The New Moon Jelly Roll Rockers is a long lost and brief super group consisting of Charlie Musselwhite, Alvin Youngblood Hart, Jimbo Mathis, the late Jim Dickinson, Luther Dickinson, and Cody Dickinson.  During 2007, they gathered at Jim Dickinson’s ranch. They just sat in a circle and played and sang into microphones set in front of each person. Two albums worth of material was recorded at these casual sessions. The tapes were lost for over a decade, mainly due to Jim Dickinson’s passing.my_heart_sings_the_harmony_web_ad_alt_250

I reviewed the New Moon Jelly Roll Freedom Rockers’ first volume last year. Now, Volume 2 has been released. Many times, a second volume of music from the same sessions is inferior because the better material has already been released.  This is a rare occasion when the second volume is better than the first.

First, the material fluctuates between classic blues and rock and roll, and even includes an old jazz piece. They all benefit from the simple approach of the band. Second, the sound is surprisingly good for the type of recoding session as each voice and instrument is distinct.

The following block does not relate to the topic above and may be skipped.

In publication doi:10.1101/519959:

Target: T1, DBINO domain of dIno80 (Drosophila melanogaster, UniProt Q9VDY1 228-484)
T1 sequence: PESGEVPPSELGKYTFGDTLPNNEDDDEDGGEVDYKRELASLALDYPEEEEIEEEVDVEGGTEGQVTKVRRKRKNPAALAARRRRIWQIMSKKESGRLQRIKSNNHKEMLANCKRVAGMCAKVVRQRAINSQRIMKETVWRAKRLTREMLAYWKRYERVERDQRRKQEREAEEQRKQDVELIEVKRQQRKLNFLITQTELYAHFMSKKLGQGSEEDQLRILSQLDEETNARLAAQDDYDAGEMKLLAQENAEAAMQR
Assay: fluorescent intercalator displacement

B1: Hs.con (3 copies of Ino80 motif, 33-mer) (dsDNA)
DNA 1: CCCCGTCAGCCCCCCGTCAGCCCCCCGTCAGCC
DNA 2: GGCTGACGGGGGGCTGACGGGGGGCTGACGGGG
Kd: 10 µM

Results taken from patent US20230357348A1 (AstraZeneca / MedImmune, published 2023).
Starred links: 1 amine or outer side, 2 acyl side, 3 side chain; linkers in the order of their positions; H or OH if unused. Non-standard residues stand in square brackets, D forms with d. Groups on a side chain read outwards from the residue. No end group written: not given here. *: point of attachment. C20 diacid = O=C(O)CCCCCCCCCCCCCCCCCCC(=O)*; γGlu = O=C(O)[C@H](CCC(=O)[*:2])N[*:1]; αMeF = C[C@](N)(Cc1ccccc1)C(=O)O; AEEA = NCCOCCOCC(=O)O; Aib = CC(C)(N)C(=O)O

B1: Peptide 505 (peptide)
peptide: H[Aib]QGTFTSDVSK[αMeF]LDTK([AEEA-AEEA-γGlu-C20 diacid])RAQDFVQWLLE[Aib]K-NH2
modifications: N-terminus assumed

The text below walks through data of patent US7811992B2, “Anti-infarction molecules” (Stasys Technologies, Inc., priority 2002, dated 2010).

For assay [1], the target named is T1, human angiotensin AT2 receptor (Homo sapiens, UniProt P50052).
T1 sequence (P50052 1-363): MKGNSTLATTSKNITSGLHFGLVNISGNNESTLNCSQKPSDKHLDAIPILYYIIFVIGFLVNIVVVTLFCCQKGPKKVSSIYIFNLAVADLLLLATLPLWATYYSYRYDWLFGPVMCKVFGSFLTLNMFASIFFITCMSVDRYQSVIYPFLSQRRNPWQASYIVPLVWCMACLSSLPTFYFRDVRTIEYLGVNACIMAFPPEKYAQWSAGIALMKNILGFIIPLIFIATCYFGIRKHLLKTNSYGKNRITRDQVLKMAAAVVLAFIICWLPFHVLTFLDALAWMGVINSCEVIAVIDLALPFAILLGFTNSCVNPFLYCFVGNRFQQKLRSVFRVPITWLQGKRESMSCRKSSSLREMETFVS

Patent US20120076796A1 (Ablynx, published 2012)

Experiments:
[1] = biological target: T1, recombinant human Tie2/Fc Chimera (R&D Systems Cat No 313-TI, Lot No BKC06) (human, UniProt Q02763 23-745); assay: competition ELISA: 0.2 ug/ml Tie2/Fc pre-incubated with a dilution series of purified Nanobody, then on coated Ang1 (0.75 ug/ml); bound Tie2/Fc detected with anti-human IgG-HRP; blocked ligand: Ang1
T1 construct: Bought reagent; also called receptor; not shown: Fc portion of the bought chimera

Three rock songs are transformed in a blues direction. Charlie Musselwhite’s “Black Water” and “Blues For Yesterday,” plus Doug Sahm’s “She’s About A Mover” highlight the album as the songs take on new structures far from their rock roots.

Classic blues is also well represented here. Jimmy Reed’s “Can’t Stand To See You Go,” Junior Wells’ “Messin’ With The Kid,” and The Mississippi Sheiks’ “Blues Is A Mighty Bad Feeling” may have a modern sheen, but at their foundation, they are straight from the Southern Delta.

Charlie Mingus’ “Oh Lord Don’t Let Them Drop That Atomic Bomb On Me” may be a little weird, but it is also a lot of fun.

 The New Moon Jelly Roll Freedom Rockers has issued an album of very listenable blues. It is not an overly ambitious affair, which is part of its charm.

Rating: B+

User Rating: Not Yet Rated



© 2021 David Bowling and The Daily Vault. All rights reserved. Review or any portion may not be reproduced without written permission. Cover art is the intellectual property of Stony Plain, and is used for informational purposes only.